Olufuko is a platform to exchange ideas: Shaningwa

28 Aug 2016 11:30am
OUTAPI, 28 AUG (NAMPA) – The Olufuko Festival not only revives and promotes the cultural heritage of local people, but also enables the exchange of views and initiates strategies that will help with the reaching of Namibia’s goals, the Minister of Urban and Rural Development says.
Sophia Shaningwa made the remark while officially opening the fifth Olufuko Cultural Festival at Outapi in the Omusati Region on Saturday.
The festival, which runs from 23 August to 31 August 2016 at the Olufuko Centre, involves the initiation of girls between the age of 15 and 20. It amongst others prepares the young women for marriage by teaching them how to carry out various tasks such as pounding mahangu, preparing traditional beverages and caring for the men in the house.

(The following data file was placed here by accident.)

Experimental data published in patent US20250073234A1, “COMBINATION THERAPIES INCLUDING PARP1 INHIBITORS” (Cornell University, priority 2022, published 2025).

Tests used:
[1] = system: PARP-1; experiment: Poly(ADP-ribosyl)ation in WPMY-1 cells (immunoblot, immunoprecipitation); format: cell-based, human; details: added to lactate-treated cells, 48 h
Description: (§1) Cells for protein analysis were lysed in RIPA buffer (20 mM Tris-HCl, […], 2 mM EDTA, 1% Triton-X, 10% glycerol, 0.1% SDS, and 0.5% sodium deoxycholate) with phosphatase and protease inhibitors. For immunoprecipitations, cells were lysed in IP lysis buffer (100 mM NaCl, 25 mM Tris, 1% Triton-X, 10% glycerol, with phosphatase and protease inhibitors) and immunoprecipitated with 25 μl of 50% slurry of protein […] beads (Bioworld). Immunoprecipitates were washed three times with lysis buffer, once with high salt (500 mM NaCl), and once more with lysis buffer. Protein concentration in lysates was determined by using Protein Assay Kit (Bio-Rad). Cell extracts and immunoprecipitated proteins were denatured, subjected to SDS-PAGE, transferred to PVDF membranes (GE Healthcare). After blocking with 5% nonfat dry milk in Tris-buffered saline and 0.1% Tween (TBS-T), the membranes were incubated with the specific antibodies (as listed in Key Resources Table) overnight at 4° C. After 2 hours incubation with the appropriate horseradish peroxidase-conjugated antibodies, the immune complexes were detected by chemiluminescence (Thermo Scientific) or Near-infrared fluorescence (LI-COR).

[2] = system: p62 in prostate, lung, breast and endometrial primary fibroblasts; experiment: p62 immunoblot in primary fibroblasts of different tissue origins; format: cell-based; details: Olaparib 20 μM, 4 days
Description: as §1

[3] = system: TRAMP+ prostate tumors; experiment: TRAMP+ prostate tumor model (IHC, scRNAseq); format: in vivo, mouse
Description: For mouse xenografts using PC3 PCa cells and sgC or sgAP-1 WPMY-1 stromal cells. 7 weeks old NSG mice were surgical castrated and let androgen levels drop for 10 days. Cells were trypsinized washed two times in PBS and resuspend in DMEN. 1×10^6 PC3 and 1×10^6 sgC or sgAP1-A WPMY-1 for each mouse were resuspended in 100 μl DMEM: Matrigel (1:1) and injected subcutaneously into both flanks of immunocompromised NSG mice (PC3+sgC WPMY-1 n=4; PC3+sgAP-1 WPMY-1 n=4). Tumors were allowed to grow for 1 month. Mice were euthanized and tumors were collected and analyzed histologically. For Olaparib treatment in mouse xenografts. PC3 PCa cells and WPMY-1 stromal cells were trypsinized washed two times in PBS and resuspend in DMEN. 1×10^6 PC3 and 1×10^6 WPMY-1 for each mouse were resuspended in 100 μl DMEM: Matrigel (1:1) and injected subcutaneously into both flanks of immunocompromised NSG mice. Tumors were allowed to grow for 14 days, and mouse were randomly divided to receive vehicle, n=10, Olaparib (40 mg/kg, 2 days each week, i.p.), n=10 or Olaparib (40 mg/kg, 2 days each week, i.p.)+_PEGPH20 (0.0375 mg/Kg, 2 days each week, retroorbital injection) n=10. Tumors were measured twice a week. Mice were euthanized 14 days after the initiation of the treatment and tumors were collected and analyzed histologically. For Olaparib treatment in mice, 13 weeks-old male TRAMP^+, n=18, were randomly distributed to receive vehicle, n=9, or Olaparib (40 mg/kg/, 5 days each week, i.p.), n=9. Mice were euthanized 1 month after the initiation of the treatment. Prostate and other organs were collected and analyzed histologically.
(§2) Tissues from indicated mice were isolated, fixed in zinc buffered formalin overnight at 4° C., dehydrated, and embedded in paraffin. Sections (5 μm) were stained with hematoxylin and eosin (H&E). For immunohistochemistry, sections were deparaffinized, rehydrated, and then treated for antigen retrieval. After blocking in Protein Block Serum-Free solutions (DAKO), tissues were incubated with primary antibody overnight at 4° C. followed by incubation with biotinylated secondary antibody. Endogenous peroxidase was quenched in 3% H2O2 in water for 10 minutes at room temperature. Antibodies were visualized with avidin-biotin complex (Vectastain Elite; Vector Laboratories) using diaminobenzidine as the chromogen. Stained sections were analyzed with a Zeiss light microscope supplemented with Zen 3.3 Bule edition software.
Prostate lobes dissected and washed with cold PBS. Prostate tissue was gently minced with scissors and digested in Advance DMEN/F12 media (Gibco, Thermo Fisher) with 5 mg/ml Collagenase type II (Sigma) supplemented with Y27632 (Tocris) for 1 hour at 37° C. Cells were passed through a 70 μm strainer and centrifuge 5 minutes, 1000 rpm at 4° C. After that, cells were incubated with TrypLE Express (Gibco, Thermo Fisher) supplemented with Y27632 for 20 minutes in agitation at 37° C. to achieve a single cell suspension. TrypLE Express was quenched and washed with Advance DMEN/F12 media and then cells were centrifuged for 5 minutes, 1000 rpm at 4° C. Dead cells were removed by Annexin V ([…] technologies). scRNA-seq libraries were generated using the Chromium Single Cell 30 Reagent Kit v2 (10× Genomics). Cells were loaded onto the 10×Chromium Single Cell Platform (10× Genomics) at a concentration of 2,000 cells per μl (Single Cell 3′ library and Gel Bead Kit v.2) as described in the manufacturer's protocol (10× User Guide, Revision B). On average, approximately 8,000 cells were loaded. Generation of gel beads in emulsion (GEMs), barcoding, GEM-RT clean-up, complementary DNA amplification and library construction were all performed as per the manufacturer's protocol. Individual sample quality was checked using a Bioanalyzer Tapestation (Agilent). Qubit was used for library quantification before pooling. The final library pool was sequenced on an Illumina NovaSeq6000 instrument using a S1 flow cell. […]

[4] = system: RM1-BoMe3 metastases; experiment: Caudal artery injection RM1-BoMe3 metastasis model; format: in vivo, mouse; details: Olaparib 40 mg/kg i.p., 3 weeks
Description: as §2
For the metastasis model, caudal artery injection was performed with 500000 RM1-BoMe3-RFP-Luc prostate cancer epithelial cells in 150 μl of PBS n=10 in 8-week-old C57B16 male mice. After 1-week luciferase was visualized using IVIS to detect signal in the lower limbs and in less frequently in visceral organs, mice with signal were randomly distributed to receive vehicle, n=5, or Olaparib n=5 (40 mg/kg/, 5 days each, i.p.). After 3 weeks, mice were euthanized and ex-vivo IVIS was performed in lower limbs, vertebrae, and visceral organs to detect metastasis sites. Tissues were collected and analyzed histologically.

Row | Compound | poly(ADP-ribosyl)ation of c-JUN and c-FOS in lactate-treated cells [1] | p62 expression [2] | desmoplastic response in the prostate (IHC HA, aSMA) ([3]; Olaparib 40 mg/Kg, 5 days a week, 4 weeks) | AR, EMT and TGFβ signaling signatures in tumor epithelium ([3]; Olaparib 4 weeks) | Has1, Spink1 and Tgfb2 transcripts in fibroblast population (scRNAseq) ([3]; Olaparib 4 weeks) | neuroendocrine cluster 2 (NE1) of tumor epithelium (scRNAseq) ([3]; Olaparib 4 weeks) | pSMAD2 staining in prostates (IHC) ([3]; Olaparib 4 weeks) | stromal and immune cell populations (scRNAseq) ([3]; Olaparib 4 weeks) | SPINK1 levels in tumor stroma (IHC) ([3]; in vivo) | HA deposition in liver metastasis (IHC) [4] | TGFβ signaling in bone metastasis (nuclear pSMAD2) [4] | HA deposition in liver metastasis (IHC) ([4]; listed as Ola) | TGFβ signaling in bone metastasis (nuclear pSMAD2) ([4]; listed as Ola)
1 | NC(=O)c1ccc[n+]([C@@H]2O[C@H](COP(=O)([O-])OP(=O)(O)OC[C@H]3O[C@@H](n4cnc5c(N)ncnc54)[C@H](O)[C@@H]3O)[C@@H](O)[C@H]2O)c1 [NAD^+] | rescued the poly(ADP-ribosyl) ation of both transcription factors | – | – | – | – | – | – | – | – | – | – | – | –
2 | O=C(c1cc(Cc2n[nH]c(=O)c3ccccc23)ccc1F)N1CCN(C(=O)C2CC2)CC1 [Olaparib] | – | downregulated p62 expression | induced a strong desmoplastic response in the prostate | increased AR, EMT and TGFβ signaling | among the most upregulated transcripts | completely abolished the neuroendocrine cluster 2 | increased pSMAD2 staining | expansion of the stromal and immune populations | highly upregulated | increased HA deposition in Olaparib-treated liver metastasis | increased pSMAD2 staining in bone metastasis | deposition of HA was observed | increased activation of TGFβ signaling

This process is performed by a woman called Namunganga.
The festival is aimed at informing, educating and entertain people with a view towards appreciating and enhancing traditional and cultural identities. It also creates tourism opportunities; creates awareness within the region through culture, arts and agricultural activities; and strengthens the local and regional economy.
Shaningwa emphasised the importance of the Olufuko Festival, saying that people need to know their heritage in order to be directed to where they are headed.
“Culture also serves as a unifying factor in our society. It is also used to instil much-needed discipline in our society and restore the dignity of our young women,” she said.
Shaningwa, however, said some members of society, including traditional leaders, want to use the Olufuko Festival to promote tribalism.
“I strongly condemn such practices as they are detrimental to nation building and progressive development,” she stated.
This year’s festival has brought together 88 maidens from six different Owambo tribes as well as the Ovahimba and Ovazemba people from the Kunene Region.